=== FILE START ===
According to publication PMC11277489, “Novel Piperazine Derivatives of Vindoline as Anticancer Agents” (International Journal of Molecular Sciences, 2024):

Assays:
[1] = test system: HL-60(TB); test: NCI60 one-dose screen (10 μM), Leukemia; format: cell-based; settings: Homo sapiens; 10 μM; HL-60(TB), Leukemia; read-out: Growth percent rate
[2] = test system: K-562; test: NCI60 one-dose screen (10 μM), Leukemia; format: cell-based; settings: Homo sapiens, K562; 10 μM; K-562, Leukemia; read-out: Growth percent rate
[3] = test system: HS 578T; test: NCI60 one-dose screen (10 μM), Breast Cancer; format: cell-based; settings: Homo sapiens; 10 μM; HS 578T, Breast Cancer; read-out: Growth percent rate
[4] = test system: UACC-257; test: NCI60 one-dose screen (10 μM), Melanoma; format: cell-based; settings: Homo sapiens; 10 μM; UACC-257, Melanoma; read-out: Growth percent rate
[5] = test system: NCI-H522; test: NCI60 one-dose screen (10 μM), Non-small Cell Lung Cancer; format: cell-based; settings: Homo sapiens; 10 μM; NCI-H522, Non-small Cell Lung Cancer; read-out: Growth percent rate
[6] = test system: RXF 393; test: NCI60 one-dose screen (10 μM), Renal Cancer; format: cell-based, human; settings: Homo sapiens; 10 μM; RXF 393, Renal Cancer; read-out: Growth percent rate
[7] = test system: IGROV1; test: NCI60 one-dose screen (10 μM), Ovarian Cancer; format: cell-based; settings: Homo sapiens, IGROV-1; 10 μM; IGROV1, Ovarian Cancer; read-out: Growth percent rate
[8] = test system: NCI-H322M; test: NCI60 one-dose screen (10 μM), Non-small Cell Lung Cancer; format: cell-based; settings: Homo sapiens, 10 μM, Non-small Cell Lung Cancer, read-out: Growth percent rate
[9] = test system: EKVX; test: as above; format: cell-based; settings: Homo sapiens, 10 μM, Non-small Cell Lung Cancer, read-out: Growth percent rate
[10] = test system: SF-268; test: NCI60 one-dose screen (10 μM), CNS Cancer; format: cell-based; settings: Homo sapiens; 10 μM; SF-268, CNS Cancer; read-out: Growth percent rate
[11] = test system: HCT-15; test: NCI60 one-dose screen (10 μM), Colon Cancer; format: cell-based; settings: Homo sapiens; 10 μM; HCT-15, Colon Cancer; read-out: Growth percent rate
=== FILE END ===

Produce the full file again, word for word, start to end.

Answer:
According to publication PMC11277489, “Novel Piperazine Derivatives of Vindoline as Anticancer Agents” (International Journal of Molecular Sciences, 2024):

Assays:
[1] = test system: HL-60(TB); test: NCI60 one-dose screen (10 μM), Leukemia; format: cell-based; settings: Homo sapiens; 10 μM; HL-60(TB), Leukemia; read-out: Growth percent rate
[2] = test system: K-562; test: NCI60 one-dose screen (10 μM), Leukemia; format: cell-based; settings: Homo sapiens, K562; 10 μM; K-562, Leukemia; read-out: Growth percent rate
[3] = test system: HS 578T; test: NCI60 one-dose screen (10 μM), Breast Cancer; format: cell-based; settings: Homo sapiens; 10 μM; HS 578T, Breast Cancer; read-out: Growth percent rate
[4] = test system: UACC-257; test: NCI60 one-dose screen (10 μM), Melanoma; format: cell-based; settings: Homo sapiens; 10 μM; UACC-257, Melanoma; read-out: Growth percent rate
[5] = test system: NCI-H522; test: NCI60 one-dose screen (10 μM), Non-small Cell Lung Cancer; format: cell-based; settings: Homo sapiens; 10 μM; NCI-H522, Non-small Cell Lung Cancer; read-out: Growth percent rate
[6] = test system: RXF 393; test: NCI60 one-dose screen (10 μM), Renal Cancer; format: cell-based, human; settings: Homo sapiens; 10 μM; RXF 393, Renal Cancer; read-out: Growth percent rate
[7] = test system: IGROV1; test: NCI60 one-dose screen (10 μM), Ovarian Cancer; format: cell-based; settings: Homo sapiens, IGROV-1; 10 μM; IGROV1, Ovarian Cancer; read-out: Growth percent rate
[8] = test system: NCI-H322M; test: NCI60 one-dose screen (10 μM), Non-small Cell Lung Cancer; format: cell-based; settings: Homo sapiens, 10 μM, Non-small Cell Lung Cancer, read-out: Growth percent rate
[9] = test system: EKVX; test: as above; format: cell-based; settings: Homo sapiens, 10 μM, Non-small Cell Lung Cancer, read-out: Growth percent rate
[10] = test system: SF-268; test: NCI60 one-dose screen (10 μM), CNS Cancer; format: cell-based; settings: Homo sapiens; 10 μM; SF-268, CNS Cancer; read-out: Growth percent rate
[11] = test system: HCT-15; test: NCI60 one-dose screen (10 μM), Colon Cancer; format: cell-based; settings: Homo sapiens; 10 μM; HCT-15, Colon Cancer; read-out: Growth percent rate